GENERAL-PURPOSE: Dukane’s model 8755J ($795) features 16-watt audio and a lamp life of up to 6,000 hours (when using the company’s “whisper” mode). It is a 2,200-lumen device featuring XGA resolution, inputs for component, S-Video, composite and RGB signals and digital keystone correction.SHORT-THROW: The 8763A ($1,595) is a moderate short-throw projector (throw ratio 1.0 to 1.2) used for schools. The 2,500- lumen projector offers XGA resolution, a lamp life of up to 3,000 hours and inputs for S-Video, composite, DVI and RGB.HIGH-DEFINITION: The 8303W ($1,345) high-definition (WXGA format) projector offers 2,500 lumens, a lamp life of up to 4,000 hours and inputs for S-Video, composite, RGB and DVI.
GENERAL-PURPOSE: Hitachi’s CP-WX410 ($1,499) is a 3,000-lumen, WXGA LCD projector with a 2,000- to 3,000-hour lamp life (regular versus whisper mode); its inputs include S-Video, composite, component and RGB. It has a 10-watt audio output.SHORT-THROW: The company’s CP-A100 ($2,495) extremely short-throw projector creates a 60-inch image from only 1.6 feet. It offers a brightness of 2,500 lumens, XGA resolution and S-Video, composite and component inputs.INEXPENSIVE: The CPX5 sells for between $600 and $650; it offers 2,500 lumens, XGA resolution and a lamp life of 2,000 to 3,000 hours.HIGH-DEFINITION: The high-end CP-SX635 (street price, about $4,000) has 4,000 lumens, 16-watt audio, HDMI input for high definition and a lamp life of 2,000 to 3,000 hours.
GENERAL-PURPOSE: The Sharp PG-F255W ($1,495) offers 2,500 lumens, WXGA 1,280x800 native resolution, RJ-45 LAN connectivity and built-in closed captioning. Its lamp life is 2,000 to 4,000 hours.SHORT-THROW: The Sharp PG-F267X ($2,100) short-throw DLP 2,500-lumen projector throws a 100-inch diagonal image that can be projected from a distance of 51.2 inches from the screen. Lamp life is 2,000 to 4,000 hours.HIGH-DEFINITION: The new DLP PG-D3750W ($2,650) projector features 3,700 lumens and a 2,200:1 contrast ratio. It offers Wide XGA (WXGA) resolution (1,280x800). The PG-D3750W includes an HDMI connection, RGB and component inputs, S-video, composite video and stereo audio (five watts per channel). Lamp life is 2,000 to 3,000 hours.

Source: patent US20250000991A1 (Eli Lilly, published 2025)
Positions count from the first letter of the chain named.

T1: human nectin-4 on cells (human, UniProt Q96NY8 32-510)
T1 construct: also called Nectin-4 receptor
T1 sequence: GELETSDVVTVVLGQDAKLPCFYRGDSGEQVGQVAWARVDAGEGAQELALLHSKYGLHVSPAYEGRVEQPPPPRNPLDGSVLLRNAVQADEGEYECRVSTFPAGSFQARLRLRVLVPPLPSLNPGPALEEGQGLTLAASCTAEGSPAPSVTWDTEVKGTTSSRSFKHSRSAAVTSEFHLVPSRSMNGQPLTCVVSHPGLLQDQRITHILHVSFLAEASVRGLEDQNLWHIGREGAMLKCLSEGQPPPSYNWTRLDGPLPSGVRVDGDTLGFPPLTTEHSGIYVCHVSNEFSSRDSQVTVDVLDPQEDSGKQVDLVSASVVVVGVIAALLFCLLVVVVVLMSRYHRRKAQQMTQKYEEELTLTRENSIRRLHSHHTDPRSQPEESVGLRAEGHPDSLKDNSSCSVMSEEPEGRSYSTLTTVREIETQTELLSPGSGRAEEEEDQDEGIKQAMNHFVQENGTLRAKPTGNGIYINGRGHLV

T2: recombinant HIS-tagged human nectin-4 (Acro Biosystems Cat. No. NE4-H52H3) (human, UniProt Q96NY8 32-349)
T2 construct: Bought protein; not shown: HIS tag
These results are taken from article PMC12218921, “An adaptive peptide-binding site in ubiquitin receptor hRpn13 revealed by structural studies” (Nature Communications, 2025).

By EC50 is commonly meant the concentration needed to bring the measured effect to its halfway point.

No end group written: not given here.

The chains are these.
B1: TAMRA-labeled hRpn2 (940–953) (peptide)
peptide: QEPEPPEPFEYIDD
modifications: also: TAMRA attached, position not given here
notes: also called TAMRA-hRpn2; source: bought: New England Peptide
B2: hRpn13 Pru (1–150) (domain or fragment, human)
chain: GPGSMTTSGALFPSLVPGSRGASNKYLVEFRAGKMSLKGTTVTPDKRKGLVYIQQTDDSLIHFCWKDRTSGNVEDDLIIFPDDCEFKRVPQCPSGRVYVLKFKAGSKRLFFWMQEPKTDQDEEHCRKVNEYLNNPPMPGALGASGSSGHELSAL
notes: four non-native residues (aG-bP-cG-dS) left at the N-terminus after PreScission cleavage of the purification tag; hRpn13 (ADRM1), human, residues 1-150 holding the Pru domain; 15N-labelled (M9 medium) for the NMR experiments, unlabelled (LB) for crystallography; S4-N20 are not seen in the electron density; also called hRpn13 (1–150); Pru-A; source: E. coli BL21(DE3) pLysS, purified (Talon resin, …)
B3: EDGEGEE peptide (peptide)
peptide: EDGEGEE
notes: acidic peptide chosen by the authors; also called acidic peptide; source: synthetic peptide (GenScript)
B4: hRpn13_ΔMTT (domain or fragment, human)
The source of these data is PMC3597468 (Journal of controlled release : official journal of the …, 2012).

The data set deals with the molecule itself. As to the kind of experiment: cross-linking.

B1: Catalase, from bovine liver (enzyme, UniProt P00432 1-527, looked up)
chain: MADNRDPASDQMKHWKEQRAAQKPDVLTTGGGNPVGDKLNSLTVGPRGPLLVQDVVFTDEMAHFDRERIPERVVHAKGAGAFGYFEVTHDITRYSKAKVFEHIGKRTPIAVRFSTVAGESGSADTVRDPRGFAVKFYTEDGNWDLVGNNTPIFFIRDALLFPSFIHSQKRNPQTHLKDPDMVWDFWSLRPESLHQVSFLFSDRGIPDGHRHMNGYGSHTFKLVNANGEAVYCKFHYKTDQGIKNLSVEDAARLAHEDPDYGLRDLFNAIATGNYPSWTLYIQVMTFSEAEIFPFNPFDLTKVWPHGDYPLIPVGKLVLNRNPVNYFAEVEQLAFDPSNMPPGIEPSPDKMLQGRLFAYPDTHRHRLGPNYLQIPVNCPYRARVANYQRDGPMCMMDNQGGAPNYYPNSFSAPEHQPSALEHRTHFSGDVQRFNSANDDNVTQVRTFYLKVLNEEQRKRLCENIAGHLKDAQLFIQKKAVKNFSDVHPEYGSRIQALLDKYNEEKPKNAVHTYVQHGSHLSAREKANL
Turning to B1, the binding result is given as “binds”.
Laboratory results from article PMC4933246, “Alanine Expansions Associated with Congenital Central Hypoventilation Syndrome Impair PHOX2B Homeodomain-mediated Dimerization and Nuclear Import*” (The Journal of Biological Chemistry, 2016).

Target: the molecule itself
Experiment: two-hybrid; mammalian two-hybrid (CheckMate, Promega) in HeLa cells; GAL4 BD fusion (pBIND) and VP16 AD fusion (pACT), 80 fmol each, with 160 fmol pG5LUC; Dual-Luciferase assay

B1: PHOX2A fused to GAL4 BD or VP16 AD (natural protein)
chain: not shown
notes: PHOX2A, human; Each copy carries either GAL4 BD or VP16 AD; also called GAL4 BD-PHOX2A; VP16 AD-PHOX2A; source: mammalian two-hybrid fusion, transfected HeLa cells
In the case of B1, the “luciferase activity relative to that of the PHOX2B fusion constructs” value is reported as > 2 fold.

GENERAL-PURPOSE: Sanyo’s PLC-XC50 is a 2,600-lumens, XGA LCD projector listing for $1,495 (street price may be lower). It has a lamp life of 3,000 hours, inputs for DVI-I, component, RGB, S-Video and composite signals, and a 7w mono speaker.SHORT-THROW: As far as short-throw projectors go, the Sanyo PLC-XL51 can project an 80”-wide image from about 3 inches. Yes, that’s 3 inches. We’ve not seen a shorter throw. It is a 2,700-lumens XGA LCD projector listing for $3,995. Another Sanyo choice is the PLC-WXE45, which projects an 80”-wide image from approximately 34”; it is a 2,000-lumens, 1,280x800 projector listing for $1,795.INEXPENSIVE: The Sanyo PLC-XW60 is selling for about $549; it is a 2,000-lumens, XGA LCD projector with inputs for component and video signals. It also sports “Power-Off and Go,” enabling the power cord to be disconnected right after a presentation.HIGH-DEFINITION: Sanyo’s PLV-Z700 is an entry-level, native 1,080p projector with a $1,799 street price. In addition to its HDMI input, it supports component and video input; it is a 1,200 lumens LCD projector
GENERAL-PURPOSE: Epson recommends its new model 826W ($999) as a general-purpose projector suitable for classroom use. It offers an extended lamp life of up to 6,000 hours, 2,500 lumens, a built-in closed-captioning decoder, an internal 10-watt speaker, network connectivity for remote presentations (via wired LAN) and optional wireless connectivity.INEXPENSIVE: Epson’s SVGA PowerLite S6, selling for $549, offers 2,200 lumens, plug-and-play USB connectivity (in addition to composite, S-Video and VGA) and a lamp life of up to 4,000 hours.HIGH-DEFINITION: Epson’s 4,000-lumen model G5000 ($2,499) supports the 1,080i HDTV input signal; its lamp life varies from 2,000 (high-brightness mode) to 3,000 hours (low-brightness mode).
This early-literacy screening tool’s 25 questions help identify which step, on a four-step continuum, a child has reached on the path to becoming a successful reader. The visual and auditory questions allow young learners to demonstrate their skills in print and book knowledge, phonological awareness, and phonics. The enhanced Get Ready to Read!—Revised also includes tools such as skill-building activities and resources for helping students who need extra assistance in becoming literate.Price: Contact company for pricing. Category: reading, assessment